‘Enough is enough.”
British Prime Minister Teresa May’s battle cry to get tougher on terrorism in the UK in the wake of the recent London attacks was less than stirring, but in this topsy turvy world of ours, her comment was singular for, well, saying something more than nothing.
During the past few years, as terrorist attacks on civilians in Europe and elsewhere have become [dare I say] common, we have grown accustomed as well to the formulaic, flaccid responses of political leaders.
“Keep calm, carry on; we will not be defeated.”
Whereas most significant terrorist attacks in the West are inspired by an Islamist ideology, Western leaders are loathe to acknowledge that fact openly.
Why? It’s not that they have an aversion to facts. There is typically a rush, post-attack, for presidents and prime ministers to declare, emphatically, that even if the terrorists self-identify with a particular organization, like, say, Islamic State (ISIS) or the Muslim Brotherhood, that they only represent a teeny tiny fraction of the Muslim population in the West, or anywhere, for that matter.
Teresa May did it. They all do it. And, you have to ask, where is this vigorously asserted fact from? Is it what they wish to believe? What it is politically correct to believe? Or is it, in fact, a fact? On what information is this fact based? This core fact that defines policy.
I have no idea what this fact is based on. I have yet to see any serious study, or any study, for that matter, consider this issue.
However, I suspect that neither May nor any world leader can shed much light on this.
And I suggest that if the pace of Islamist terrorism keeps up in the West, the public’s patience with politically correct platitudes will wear thin. Very, very thin. Very, very quickly.
We hear much about moderate Muslims living in the West, but see and hear almost nothing from them in the way of protest, or even comment.
Where are the op-eds? Where are the street marches of tens and hundreds of thousands? There is a huge Muslim community in the UK. Millions strong. Aside from a few very moving incidents: an imam paying respects at a memorial site in Manchester with an elderly Holocaust survivor; a photo of a group of 10 or so Muslim women, clustered together in a close-up shot apparently in London, in hijab, looking sombre; another photo post-Manchester of a group of about 15-20 Muslims from “all over” the UK protesting the ISIS-inspired massacre of little girls at a pop concert, I ask: where is the rage? Why is this overwhelming majority silent? In so questioning, not for a moment do I suggest that the Muslim community should protest as a separate social entity. But it is important, perhaps more so now, that they openly and clearly express their outrage at this growing scourge. It is important that the moderate Muslim community tell its compatriots, and the world, that it deplores Islamist terrorism and joins with civil society in combating it.
Western leaders love to attribute Islamist terrorism to “lone wolves,” or those with mental health issues.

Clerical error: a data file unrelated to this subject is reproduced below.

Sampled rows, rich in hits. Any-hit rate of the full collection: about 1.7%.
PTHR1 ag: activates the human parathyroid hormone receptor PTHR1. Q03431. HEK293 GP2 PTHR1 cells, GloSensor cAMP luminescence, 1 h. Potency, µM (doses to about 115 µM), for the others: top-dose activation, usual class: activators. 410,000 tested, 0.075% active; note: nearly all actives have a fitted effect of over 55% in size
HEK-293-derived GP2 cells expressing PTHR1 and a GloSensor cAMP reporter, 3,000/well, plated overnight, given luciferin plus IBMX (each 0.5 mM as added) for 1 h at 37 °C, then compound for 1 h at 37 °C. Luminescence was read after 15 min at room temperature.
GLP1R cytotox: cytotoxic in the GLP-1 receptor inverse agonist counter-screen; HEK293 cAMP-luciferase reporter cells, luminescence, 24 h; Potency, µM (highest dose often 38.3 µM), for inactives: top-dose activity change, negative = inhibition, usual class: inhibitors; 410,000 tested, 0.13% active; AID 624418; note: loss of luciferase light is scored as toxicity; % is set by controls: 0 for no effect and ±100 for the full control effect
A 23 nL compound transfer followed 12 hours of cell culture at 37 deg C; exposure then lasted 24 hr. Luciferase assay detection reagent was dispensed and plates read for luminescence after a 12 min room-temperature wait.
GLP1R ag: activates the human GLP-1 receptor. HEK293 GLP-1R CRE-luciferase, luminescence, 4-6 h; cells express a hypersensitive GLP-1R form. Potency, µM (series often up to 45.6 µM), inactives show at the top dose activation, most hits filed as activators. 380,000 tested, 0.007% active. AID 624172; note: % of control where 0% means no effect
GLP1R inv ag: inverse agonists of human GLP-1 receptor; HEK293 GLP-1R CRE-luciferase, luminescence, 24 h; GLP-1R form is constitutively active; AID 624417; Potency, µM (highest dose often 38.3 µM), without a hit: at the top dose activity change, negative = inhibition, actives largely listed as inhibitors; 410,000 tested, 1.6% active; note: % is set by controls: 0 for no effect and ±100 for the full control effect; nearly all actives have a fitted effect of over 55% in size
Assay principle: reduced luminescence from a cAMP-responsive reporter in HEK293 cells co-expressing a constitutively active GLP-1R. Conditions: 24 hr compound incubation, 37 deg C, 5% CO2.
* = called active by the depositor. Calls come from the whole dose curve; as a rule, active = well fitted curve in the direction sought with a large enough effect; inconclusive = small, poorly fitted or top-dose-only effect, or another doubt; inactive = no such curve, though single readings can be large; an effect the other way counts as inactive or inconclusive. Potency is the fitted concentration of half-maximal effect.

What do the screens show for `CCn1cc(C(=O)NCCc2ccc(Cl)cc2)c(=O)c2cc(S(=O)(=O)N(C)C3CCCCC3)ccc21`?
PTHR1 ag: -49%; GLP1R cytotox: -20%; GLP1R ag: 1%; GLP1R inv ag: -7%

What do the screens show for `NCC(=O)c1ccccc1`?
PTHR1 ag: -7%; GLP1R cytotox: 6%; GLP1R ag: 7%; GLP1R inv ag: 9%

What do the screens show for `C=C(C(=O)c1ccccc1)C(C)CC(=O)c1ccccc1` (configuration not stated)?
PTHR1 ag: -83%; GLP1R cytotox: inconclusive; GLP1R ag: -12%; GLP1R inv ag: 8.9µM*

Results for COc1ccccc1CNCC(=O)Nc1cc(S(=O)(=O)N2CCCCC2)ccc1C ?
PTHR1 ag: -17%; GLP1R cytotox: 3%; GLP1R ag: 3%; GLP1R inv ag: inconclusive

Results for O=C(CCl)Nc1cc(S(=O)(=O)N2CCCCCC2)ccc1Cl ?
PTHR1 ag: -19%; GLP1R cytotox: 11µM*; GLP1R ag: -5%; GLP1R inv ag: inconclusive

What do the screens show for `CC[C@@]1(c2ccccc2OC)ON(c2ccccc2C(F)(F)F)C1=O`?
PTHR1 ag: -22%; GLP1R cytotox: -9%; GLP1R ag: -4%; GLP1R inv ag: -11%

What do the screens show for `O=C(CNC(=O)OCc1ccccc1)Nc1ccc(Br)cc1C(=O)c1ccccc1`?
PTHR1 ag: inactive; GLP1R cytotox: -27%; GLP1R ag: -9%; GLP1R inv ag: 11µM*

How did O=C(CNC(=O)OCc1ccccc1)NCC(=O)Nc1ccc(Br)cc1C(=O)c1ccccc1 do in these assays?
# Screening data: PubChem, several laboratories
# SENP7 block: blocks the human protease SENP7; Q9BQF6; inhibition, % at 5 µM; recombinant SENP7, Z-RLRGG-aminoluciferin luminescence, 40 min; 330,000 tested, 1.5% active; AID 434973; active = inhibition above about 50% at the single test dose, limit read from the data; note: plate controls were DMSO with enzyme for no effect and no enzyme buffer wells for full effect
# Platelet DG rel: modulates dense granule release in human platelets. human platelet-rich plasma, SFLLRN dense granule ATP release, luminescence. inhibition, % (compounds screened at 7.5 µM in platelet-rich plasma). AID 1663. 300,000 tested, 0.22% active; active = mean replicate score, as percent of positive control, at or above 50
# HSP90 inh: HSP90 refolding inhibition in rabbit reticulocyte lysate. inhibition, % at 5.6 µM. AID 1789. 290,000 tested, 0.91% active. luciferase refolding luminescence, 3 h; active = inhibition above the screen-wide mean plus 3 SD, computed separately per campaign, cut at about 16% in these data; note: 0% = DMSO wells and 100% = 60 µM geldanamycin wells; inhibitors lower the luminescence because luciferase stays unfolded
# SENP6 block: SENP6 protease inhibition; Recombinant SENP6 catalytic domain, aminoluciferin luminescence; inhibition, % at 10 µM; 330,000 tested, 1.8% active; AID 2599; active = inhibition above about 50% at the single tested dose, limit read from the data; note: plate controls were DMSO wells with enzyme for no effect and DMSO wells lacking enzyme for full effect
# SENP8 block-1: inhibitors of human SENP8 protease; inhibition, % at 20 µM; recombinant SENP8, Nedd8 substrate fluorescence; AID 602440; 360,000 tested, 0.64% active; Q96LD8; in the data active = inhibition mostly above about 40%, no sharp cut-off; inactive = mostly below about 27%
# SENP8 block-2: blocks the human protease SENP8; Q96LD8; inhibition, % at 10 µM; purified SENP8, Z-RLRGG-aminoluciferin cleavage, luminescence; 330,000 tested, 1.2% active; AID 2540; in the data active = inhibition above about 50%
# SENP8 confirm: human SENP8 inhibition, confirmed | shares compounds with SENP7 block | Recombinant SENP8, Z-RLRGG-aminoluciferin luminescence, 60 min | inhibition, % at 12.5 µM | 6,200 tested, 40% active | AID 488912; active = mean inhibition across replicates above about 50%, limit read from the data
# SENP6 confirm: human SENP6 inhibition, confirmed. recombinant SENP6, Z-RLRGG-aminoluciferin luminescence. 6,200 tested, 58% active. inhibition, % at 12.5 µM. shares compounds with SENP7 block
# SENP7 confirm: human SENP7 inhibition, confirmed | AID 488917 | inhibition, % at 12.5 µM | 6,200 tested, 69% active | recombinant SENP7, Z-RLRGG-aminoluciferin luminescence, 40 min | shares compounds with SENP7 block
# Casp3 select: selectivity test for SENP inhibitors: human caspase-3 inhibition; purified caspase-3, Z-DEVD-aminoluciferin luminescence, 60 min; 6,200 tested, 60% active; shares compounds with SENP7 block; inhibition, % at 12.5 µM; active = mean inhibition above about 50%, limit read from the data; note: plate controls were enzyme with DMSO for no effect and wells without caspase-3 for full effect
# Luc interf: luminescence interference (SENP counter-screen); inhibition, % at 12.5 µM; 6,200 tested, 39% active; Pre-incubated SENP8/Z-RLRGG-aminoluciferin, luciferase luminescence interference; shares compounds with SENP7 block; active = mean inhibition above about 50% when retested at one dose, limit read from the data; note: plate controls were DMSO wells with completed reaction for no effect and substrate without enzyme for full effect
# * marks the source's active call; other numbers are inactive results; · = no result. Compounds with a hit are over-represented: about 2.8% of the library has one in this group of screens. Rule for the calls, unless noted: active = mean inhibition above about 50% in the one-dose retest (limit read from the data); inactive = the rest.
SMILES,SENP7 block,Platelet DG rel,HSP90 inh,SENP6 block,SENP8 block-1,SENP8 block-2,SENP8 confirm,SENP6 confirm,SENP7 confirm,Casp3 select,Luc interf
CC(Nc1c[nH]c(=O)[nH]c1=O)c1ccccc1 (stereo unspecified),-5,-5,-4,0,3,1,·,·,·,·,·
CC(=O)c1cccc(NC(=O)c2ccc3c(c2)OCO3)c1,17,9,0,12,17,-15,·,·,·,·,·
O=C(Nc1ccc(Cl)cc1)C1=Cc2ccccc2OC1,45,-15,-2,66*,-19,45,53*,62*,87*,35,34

Enough. Is really. Enough.
These “isolated actors” are anything but. They are inspired by activists in their locale and online. They most often work in small cells with collaborators. Their actions are proudly owned by ISIS, or others of that ilk. And they are, we know, supported by state actors. Pick your poison: Iran. Qatar. Some might even include Turkey. Each one of these countries has their pet terrorist project(s). We have the very recent spectacle of Qatar being isolated diplomatically and economically by Saudi Arabia, Bahrain and others. Why? For supporting ISIS and the Muslim Brotherhood.
Newsflash: the more predictable nation-state world order that prevailed in previous decades has been disrupted.
And we, in the West, are in a politically correct deep freeze, incapable of acting, because we might offend.
Who? Who are we so afraid of offending? How many more car rammings and concert bombings and pub stabbings must we endure until we understand? In the hand-wringing that invariably follows a terrorist attack in the West, there has been much discussion in the UK about how to bolster security, for example, without compromising privacy rights.
Privacy is a relatively new obsession, spurred by Snowden, the digital world and enhanced commerce which thrives on individual information. But, seriously.
Privacy is a privilege. And if we really value personal privacy more than life itself; if we think that the security of citizens out on a summer night is less important than the integrity of a possible terrorist’s telephone or online activity, then we are a doomed civilization.
Liberal democracy is all about compromise, balancing the interest of the individual with the collective interest of broader society. No “rights” are absolute. This is precisely why we elect governments, to manage our broader interests in a way that we, as individuals, cannot. Love and vigils may nourish and embolden the spirit, but they will not defeat terrorism.
Enough is enough.
The author, former Canadian ambassador to Israel, is a senior fellow at the Jewish People Policy Institute. She resides in Tel Aviv.